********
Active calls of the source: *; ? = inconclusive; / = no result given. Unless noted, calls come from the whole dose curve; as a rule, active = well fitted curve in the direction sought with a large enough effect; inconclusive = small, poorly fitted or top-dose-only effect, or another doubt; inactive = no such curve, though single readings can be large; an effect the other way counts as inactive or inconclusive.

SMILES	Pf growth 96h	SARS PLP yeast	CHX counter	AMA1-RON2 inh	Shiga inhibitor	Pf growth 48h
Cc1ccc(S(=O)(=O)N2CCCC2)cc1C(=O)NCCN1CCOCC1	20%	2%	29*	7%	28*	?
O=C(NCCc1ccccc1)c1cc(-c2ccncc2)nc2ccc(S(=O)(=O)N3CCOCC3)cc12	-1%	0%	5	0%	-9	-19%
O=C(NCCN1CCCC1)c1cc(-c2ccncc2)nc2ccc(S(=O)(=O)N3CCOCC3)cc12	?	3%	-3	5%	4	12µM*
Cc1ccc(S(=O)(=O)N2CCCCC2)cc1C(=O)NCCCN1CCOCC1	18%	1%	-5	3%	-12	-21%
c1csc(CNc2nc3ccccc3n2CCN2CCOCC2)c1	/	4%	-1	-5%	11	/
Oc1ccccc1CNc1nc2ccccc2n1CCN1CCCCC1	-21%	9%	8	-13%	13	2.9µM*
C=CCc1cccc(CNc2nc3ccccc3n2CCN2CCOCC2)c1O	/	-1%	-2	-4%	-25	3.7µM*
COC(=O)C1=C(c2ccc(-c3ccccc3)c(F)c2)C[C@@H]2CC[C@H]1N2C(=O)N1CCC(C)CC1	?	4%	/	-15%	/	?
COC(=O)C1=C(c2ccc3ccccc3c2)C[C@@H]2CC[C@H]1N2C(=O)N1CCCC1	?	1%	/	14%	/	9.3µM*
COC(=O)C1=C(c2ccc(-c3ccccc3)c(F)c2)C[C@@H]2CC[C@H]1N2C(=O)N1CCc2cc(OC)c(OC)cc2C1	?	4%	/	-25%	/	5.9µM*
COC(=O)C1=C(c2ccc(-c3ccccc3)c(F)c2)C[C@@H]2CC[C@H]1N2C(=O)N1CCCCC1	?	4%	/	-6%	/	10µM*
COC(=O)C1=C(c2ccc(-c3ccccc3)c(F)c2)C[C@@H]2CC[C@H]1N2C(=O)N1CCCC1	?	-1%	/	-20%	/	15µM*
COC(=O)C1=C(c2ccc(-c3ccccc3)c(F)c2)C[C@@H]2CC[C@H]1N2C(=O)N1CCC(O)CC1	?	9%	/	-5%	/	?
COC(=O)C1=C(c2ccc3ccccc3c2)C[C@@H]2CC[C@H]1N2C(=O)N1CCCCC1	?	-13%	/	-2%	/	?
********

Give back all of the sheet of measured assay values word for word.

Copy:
Active calls of the source: *; ? = inconclusive; / = no result given. Unless noted, calls come from the whole dose curve; as a rule, active = well fitted curve in the direction sought with a large enough effect; inconclusive = small, poorly fitted or top-dose-only effect, or another doubt; inactive = no such curve, though single readings can be large; an effect the other way counts as inactive or inconclusive.

SMILES	Pf growth 96h	SARS PLP yeast	CHX counter	AMA1-RON2 inh	Shiga inhibitor	Pf growth 48h
Cc1ccc(S(=O)(=O)N2CCCC2)cc1C(=O)NCCN1CCOCC1	20%	2%	29*	7%	28*	?
O=C(NCCc1ccccc1)c1cc(-c2ccncc2)nc2ccc(S(=O)(=O)N3CCOCC3)cc12	-1%	0%	5	0%	-9	-19%
O=C(NCCN1CCCC1)c1cc(-c2ccncc2)nc2ccc(S(=O)(=O)N3CCOCC3)cc12	?	3%	-3	5%	4	12µM*
Cc1ccc(S(=O)(=O)N2CCCCC2)cc1C(=O)NCCCN1CCOCC1	18%	1%	-5	3%	-12	-21%
c1csc(CNc2nc3ccccc3n2CCN2CCOCC2)c1	/	4%	-1	-5%	11	/
Oc1ccccc1CNc1nc2ccccc2n1CCN1CCCCC1	-21%	9%	8	-13%	13	2.9µM*
C=CCc1cccc(CNc2nc3ccccc3n2CCN2CCOCC2)c1O	/	-1%	-2	-4%	-25	3.7µM*
COC(=O)C1=C(c2ccc(-c3ccccc3)c(F)c2)C[C@@H]2CC[C@H]1N2C(=O)N1CCC(C)CC1	?	4%	/	-15%	/	?
COC(=O)C1=C(c2ccc3ccccc3c2)C[C@@H]2CC[C@H]1N2C(=O)N1CCCC1	?	1%	/	14%	/	9.3µM*
COC(=O)C1=C(c2ccc(-c3ccccc3)c(F)c2)C[C@@H]2CC[C@H]1N2C(=O)N1CCc2cc(OC)c(OC)cc2C1	?	4%	/	-25%	/	5.9µM*
COC(=O)C1=C(c2ccc(-c3ccccc3)c(F)c2)C[C@@H]2CC[C@H]1N2C(=O)N1CCCCC1	?	4%	/	-6%	/	10µM*
COC(=O)C1=C(c2ccc(-c3ccccc3)c(F)c2)C[C@@H]2CC[C@H]1N2C(=O)N1CCCC1	?	-1%	/	-20%	/	15µM*
COC(=O)C1=C(c2ccc(-c3ccccc3)c(F)c2)C[C@@H]2CC[C@H]1N2C(=O)N1CCC(O)CC1	?	9%	/	-5%	/	?
COC(=O)C1=C(c2ccc3ccccc3c2)C[C@@H]2CC[C@H]1N2C(=O)N1CCCCC1	?	-13%	/	-2%	/	?